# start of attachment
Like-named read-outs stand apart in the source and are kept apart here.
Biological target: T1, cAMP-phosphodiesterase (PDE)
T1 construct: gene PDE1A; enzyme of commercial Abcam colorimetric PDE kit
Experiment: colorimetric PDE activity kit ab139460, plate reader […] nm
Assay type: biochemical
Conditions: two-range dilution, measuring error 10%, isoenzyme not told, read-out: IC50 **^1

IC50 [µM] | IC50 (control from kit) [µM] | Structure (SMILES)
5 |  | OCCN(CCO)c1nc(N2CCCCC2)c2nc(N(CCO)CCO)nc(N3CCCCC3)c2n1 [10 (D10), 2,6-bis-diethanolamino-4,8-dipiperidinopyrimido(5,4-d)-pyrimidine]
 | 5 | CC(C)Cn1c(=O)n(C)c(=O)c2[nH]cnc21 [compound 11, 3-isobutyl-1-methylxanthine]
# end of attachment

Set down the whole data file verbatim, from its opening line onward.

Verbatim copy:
Like-named read-outs stand apart in the source and are kept apart here.
Biological target: T1, cAMP-phosphodiesterase (PDE)
T1 construct: gene PDE1A; enzyme of commercial Abcam colorimetric PDE kit
Experiment: colorimetric PDE activity kit ab139460, plate reader […] nm
Assay type: biochemical
Conditions: two-range dilution, measuring error 10%, isoenzyme not told, read-out: IC50 **^1

IC50 [µM] | IC50 (control from kit) [µM] | Structure (SMILES)
5 |  | OCCN(CCO)c1nc(N2CCCCC2)c2nc(N(CCO)CCO)nc(N3CCCCC3)c2n1 [10 (D10), 2,6-bis-diethanolamino-4,8-dipiperidinopyrimido(5,4-d)-pyrimidine]
 | 5 | CC(C)Cn1c(=O)n(C)c(=O)c2[nH]cnc21 [compound 11, 3-isobutyl-1-methylxanthine]